TARGET PESTS: Aphids, thrips, spider mites, sweet potato & greenhouse whitefly, mealybugs, leafhoppers, the eggs and caterpillars of most pest moths, and more.
FOR YOUR FILES: Chrysoperla rufilabris Tech Sheet (PDF)
Green lacewings are widely used in various situations to control many different pests. Many species of adult lacewings do not kill pest insects; they actually subsist on foods such as nectar, pollen and honeydew. It is their predacious offspring that get the job done. In general, they attack the eggs and the immature stages of most soft-bodied pests. Lacewing larvae are also known as aphid lions. They are tiny upon emerging from the egg, but grow to 3/8 of an inch long.
USE IN BIOLOGICAL CONTROL: Lacewing larvae voraciously attack their prey by seizing them with large, sucking jaws and inject paralyzing venom. The hollow jaws then draw out the body fluids of the pest. Of all available commercial predators, this lacewing is the most voracious and has the greatest versatility for pests of field crops, orchards, and greenhouses.
LIFE CYCLE: The adult lacewing lays her eggs on foliage. Each adult female may deposit more than 200 eggs. Each egg is attached to the top of a hair-like filament. After a few days the eggs hatch and a tiny predatory larva emerges ready to eat the pests. Each lacewing larva will devour 200 or more pests or pest eggs a week during their two to three week developmental period. After this stage, the larvae pupate by spinning a cocoon with silken thread. Approximately five days, later adult lacewings emerge to mate and repeat the life cycle. Depending on climatic conditions, the adult will live about four to six weeks. Lacewing adults can survive the winter in protected places but have a difficult time surviving cold winters.
2-5 per 10 sf, biweekly or as needed
Moderate: 4-8 per 10 sf biweekly or as needed.
High: 1 per sf biweekly
For adults, divide rate by four.
If you are applying eggs, multiply rate by five.
PRODUCT INFORMATION: Sound Horticulture offers lacewings at three life-stages: Eggs are oval and pale green in color. Just before the larvae hatch, eggs become gray in color. The eggs are normally shipped in vials with food and a carrier such as rice hulls, bran or vermiculite. It is best to allow a few of the lacewing larvae to begin emerging from the eggs before field releases are made. Then, release as soon as possible to avoid cannibalism. The best time to release is early morning or late afternoon. If release is not possible nearly immediately upon arrival of the lacewing eggs, because of weather conditions, for example, the eggs can be stored at no lower than 50°F (10°C) for up to 48 hours. To minimize egg mortality, humidity should be approximately 75%. Warmer temperatures will speed up larval emergence, but the eggs should not be held at more than 80°F (26°C).
For small areas, sprinkle the contents of the container(s) over the entire target area. For large areas you may need to mix eggs with additional inert ingredients such as vermiculite, bran, saw dust, etc. to help dispersal. You may also release eggs on every other row on alternating dates. If eggs are purchased on adhesive squares, attach the squares to the underside of leaves in the target area. Larvae are sold in bottles of 1000 each and are prepared at the insectary when ordered so they are “ready to go.” The bottles contain a limited amount of food so the larvae must be used as soon as possible. Adults are sold in containers (cardboard tubes) of 100, 250 or 1,000 and should be released the day received. We do not advise refrigerating the adults. If immediate release is not possible, moisten the accompanying sponge in water and replace it. Release as soon as possible, hopefully no later than 24 hours after receipt. To release, remove the top screen and use a piece of cardboard to regulate the amounts released throughout the target area. The eggs already deposited in the shipping container can be released in the target area by cutting the container.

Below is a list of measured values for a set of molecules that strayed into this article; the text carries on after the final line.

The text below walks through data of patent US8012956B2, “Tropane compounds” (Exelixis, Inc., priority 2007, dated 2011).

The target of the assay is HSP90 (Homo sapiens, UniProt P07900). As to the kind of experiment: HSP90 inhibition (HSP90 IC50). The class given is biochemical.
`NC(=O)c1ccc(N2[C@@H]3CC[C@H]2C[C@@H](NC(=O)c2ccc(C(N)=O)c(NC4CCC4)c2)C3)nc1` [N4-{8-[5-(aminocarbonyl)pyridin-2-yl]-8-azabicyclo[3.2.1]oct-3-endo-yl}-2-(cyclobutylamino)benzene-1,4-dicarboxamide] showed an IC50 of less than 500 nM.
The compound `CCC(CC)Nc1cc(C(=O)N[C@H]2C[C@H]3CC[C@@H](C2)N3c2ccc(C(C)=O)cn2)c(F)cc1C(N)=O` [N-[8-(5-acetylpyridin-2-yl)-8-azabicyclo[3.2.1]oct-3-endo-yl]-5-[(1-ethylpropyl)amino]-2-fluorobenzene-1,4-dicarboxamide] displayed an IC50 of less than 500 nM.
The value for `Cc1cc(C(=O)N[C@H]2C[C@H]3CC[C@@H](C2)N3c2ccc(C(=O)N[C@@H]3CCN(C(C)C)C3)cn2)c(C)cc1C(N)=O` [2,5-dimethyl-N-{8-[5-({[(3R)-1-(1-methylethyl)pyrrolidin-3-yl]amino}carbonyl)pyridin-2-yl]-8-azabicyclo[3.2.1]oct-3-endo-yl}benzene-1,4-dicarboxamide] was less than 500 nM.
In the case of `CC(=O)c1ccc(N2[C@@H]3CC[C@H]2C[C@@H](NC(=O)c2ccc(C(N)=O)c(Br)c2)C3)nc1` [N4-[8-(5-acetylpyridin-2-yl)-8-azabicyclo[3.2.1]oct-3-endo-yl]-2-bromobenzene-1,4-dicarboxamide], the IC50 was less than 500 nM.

INTRODUCTION RATES: Start early in the season as soon as pest insects are detected. Initiating natural enemy releases when pest populations are high does not lend itself to successful augmentative biological control. The pest must be detected and releases begun when infestations are at a manageable level. Because every situation is different, numbers of lacewings required can vary significantly from site to site. It is therefore important to monitor the beneficial insect and pest populations. Generally, it is best to start with early release of a relatively low number of lacewings per acre or target planting. Lacewings should be released every 10-15 days until their populations are easily detectable or pests are no longer a threat. When targeting caterpillars, lacewing used in conjunction with Trichogramma wasps (see Caterpillar Control) can be very effective. Since Trichogramma attack only the egg stage, the lacewing offers a second line of defense; it feeds on eggs and young caterpillars.